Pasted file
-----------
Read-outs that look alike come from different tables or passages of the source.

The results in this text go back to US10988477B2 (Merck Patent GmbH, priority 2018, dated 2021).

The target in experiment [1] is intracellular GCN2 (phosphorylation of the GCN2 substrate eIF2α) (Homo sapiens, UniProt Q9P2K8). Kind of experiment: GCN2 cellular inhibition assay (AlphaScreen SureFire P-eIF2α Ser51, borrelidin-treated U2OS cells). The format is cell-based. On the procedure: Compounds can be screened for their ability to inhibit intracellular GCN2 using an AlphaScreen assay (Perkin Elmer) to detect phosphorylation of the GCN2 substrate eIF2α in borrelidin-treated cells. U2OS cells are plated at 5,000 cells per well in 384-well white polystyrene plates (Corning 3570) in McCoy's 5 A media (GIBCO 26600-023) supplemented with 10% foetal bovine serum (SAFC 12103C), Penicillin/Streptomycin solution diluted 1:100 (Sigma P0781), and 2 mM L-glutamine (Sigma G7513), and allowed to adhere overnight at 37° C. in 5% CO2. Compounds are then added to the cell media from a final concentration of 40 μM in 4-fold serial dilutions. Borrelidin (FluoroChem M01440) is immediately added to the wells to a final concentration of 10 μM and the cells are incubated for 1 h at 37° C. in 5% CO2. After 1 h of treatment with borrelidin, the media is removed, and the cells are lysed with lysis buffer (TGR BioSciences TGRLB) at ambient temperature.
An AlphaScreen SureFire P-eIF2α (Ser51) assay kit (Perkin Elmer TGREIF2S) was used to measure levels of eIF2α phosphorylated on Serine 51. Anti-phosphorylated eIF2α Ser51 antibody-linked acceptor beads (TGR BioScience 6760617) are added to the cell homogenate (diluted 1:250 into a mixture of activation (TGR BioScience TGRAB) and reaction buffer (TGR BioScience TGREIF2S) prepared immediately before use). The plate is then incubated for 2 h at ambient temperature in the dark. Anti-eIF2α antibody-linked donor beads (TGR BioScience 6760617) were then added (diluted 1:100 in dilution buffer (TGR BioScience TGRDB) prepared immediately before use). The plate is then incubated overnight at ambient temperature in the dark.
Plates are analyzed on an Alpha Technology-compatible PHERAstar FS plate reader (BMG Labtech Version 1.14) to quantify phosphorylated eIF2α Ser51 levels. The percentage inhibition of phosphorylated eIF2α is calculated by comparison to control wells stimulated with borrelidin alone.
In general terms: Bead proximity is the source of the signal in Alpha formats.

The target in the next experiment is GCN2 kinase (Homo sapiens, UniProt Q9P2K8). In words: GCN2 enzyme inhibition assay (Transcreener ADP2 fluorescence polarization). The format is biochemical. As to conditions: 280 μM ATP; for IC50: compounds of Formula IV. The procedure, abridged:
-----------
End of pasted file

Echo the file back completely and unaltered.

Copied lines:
Read-outs that look alike come from different tables or passages of the source.

The results in this text go back to US10988477B2 (Merck Patent GmbH, priority 2018, dated 2021).

The target in experiment [1] is intracellular GCN2 (phosphorylation of the GCN2 substrate eIF2α) (Homo sapiens, UniProt Q9P2K8). Kind of experiment: GCN2 cellular inhibition assay (AlphaScreen SureFire P-eIF2α Ser51, borrelidin-treated U2OS cells). The format is cell-based. On the procedure: Compounds can be screened for their ability to inhibit intracellular GCN2 using an AlphaScreen assay (Perkin Elmer) to detect phosphorylation of the GCN2 substrate eIF2α in borrelidin-treated cells. U2OS cells are plated at 5,000 cells per well in 384-well white polystyrene plates (Corning 3570) in McCoy's 5 A media (GIBCO 26600-023) supplemented with 10% foetal bovine serum (SAFC 12103C), Penicillin/Streptomycin solution diluted 1:100 (Sigma P0781), and 2 mM L-glutamine (Sigma G7513), and allowed to adhere overnight at 37° C. in 5% CO2. Compounds are then added to the cell media from a final concentration of 40 μM in 4-fold serial dilutions. Borrelidin (FluoroChem M01440) is immediately added to the wells to a final concentration of 10 μM and the cells are incubated for 1 h at 37° C. in 5% CO2. After 1 h of treatment with borrelidin, the media is removed, and the cells are lysed with lysis buffer (TGR BioSciences TGRLB) at ambient temperature.
An AlphaScreen SureFire P-eIF2α (Ser51) assay kit (Perkin Elmer TGREIF2S) was used to measure levels of eIF2α phosphorylated on Serine 51. Anti-phosphorylated eIF2α Ser51 antibody-linked acceptor beads (TGR BioScience 6760617) are added to the cell homogenate (diluted 1:250 into a mixture of activation (TGR BioScience TGRAB) and reaction buffer (TGR BioScience TGREIF2S) prepared immediately before use). The plate is then incubated for 2 h at ambient temperature in the dark. Anti-eIF2α antibody-linked donor beads (TGR BioScience 6760617) were then added (diluted 1:100 in dilution buffer (TGR BioScience TGRDB) prepared immediately before use). The plate is then incubated overnight at ambient temperature in the dark.
Plates are analyzed on an Alpha Technology-compatible PHERAstar FS plate reader (BMG Labtech Version 1.14) to quantify phosphorylated eIF2α Ser51 levels. The percentage inhibition of phosphorylated eIF2α is calculated by comparison to control wells stimulated with borrelidin alone.
In general terms: Bead proximity is the source of the signal in Alpha formats.

The target in the next experiment is GCN2 kinase (Homo sapiens, UniProt Q9P2K8). In words: GCN2 enzyme inhibition assay (Transcreener ADP2 fluorescence polarization). The format is biochemical. As to conditions: 280 μM ATP; for IC50: compounds of Formula IV. The procedure, abridged: